Selectica at 30. Once reloaded, the poison pill could be triggered again if a shareholder exceeded the specified percentage of shares. Selectica at 32. Unocal Corp. v. Mesa Petroleum Co., 493 A.2d 946 (Del. 1985). Selectica at 33-34, citing Unocal and Unitrin, Inc. v. Am. Gen. Corp., 651 A.2d 1361 (Del. 1995). Selectica at 41, 47, 52. Selectica at 69. Selectica at 59.

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10 11 12 13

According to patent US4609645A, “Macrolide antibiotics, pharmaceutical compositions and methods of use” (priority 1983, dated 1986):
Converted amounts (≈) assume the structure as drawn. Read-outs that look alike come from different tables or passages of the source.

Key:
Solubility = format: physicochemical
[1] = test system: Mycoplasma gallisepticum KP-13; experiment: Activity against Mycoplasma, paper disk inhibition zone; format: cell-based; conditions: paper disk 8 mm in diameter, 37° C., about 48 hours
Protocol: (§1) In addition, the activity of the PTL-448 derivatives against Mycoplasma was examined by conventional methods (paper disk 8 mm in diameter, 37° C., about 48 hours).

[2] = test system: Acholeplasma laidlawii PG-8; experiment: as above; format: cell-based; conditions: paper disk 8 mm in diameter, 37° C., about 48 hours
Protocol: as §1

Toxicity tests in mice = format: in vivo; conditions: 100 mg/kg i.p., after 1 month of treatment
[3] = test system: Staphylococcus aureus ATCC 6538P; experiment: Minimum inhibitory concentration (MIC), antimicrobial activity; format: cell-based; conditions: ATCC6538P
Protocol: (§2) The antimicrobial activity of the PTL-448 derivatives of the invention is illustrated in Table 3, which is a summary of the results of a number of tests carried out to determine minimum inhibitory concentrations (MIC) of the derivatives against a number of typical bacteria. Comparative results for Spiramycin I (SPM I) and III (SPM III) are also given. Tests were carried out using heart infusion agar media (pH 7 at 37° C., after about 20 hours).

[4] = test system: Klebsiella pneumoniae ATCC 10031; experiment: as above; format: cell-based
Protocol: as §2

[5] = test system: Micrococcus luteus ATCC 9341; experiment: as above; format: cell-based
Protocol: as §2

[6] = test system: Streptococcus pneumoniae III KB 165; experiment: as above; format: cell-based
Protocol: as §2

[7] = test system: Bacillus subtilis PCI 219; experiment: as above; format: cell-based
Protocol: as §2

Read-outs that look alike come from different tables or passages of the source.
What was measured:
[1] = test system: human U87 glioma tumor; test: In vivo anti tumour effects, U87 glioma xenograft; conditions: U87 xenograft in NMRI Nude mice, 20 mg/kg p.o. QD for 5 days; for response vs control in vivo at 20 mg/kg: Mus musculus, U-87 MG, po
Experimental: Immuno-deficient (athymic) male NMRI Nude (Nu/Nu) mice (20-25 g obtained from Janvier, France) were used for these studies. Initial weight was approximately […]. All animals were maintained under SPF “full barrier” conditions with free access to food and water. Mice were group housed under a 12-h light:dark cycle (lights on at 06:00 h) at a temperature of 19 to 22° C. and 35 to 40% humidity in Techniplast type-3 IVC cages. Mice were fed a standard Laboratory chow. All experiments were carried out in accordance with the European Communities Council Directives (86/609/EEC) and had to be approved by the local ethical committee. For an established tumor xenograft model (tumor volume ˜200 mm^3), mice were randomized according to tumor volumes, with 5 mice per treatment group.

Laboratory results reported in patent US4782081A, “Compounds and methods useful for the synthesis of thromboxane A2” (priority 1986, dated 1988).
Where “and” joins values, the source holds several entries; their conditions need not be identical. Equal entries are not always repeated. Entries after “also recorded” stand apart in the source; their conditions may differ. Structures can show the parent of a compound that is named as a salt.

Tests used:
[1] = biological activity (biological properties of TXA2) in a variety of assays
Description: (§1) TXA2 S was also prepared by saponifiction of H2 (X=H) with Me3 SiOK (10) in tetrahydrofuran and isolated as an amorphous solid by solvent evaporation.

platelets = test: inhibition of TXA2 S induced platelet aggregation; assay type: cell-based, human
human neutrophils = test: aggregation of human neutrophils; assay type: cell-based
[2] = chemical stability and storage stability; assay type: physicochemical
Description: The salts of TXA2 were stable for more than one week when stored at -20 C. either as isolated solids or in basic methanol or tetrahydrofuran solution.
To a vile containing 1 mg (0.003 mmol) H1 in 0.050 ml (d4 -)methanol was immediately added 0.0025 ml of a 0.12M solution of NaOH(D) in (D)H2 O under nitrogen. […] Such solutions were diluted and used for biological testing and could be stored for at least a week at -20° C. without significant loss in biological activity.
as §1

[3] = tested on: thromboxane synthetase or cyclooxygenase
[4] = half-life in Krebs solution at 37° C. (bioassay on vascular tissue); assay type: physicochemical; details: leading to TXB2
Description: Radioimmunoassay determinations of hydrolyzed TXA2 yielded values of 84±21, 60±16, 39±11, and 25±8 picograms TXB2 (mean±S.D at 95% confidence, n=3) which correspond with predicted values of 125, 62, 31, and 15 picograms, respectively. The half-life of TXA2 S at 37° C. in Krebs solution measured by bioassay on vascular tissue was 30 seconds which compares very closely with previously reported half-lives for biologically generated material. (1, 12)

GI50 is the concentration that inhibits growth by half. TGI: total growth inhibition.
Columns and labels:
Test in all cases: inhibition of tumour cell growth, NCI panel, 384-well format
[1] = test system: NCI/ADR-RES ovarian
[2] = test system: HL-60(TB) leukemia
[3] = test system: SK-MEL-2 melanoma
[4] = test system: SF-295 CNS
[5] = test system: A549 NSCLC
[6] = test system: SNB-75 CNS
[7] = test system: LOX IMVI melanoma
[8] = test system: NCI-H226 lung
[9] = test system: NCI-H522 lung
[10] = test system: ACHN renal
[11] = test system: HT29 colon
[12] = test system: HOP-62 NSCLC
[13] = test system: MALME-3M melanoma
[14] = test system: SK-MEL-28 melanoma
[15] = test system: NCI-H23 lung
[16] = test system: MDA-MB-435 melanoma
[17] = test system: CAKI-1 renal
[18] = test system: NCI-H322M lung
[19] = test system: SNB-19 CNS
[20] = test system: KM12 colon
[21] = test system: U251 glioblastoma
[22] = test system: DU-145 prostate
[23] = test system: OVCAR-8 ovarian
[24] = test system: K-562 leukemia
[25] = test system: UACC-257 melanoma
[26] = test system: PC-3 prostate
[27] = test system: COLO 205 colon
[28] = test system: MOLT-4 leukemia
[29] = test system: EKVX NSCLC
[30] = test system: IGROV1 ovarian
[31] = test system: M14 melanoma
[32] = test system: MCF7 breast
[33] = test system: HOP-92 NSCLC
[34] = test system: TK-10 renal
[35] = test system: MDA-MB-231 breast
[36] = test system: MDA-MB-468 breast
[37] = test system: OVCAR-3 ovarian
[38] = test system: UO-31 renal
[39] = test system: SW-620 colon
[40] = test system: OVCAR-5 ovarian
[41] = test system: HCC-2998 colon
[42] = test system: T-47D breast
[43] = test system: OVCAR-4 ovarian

fensive measure would make proxy contests more difficult—even considerably more difficult. To find a measure preclusive (and avoid the reasonableness inquiry altogether), the measure must render a successful proxy contest a near impossibility or else utterly moot, given the specific facts at hand.”14 And moreover, the court noted that “Unocal and its progeny require that the defensive response employed be a proportionate response, not the most narrowly or precisely tailored one.”15 The holding and language in Selectica indicate that poison pills, used reasonably by an informed board, remain powerful and legitimate tools for protecting corporate objectives— even outside the takeover context. NOL Pills After Selectica Selectica’s board did many things correctly. Consulting extensively with outside experts as to the potential value of the NOLs and thoroughly discussing the benefits and detriments of available options before making any decisions related to the rights plans appeared to be important steps. Establishing an independent board committee to review the pill, which probably was not legally required, was a good method to demonstrate that the pill was aimed not at board or management entrenchment but at protecting shareholder value in the NOLs. Attempting to negotiate a standstill with Trilogy before allowing the exchange feature to trigger showed reasonableness and the board’s desire to respond appropriately to the level of threat to shareholder value. Choosing the exchange feature of the plan (in which Selectica issued one additional share of common stock to each holder of a right, other than Trilogy, whose rights were voided) rather than the “flip-in” feature (in which rights would give each holder other than Trilogy the ability to purchase Selectica stock for cash at a substantial discount) was almost certainly the right choice, for though it had less dilutive effect on Trilogy, it offered greater certainty and a shorter time horizon for effecting the dilution. There are also a few ways in which Selectica’s experience can be improved upon in future situations. Most obviously, the mechanics of implementing the exchange feature of the rights plan presented problems for the company and the stock exchanges; Selectica’s trading had to be halted for a month while the exchange process was formulated. With the benefit of Selectica’s experience and the mechanics it developed to effect the exchange feature, companies should be able to incorporate technical procedures into their poison pills in order to minimize disruption in a similar situation in the future.16 Selectica’s pill contained a “post-trigger safety valve,” or the ability of the board to redeem the pill after an acquirer has triggered it, if the board determines that the acquisition does not endanger the value of the NOLs. This feature requires careful consideration. Redeemability can put boards under a great deal of pressure and may potentially lessen the deterrent effect of a rights plan. How much it may lessen deterrence, if at all, likely depends on the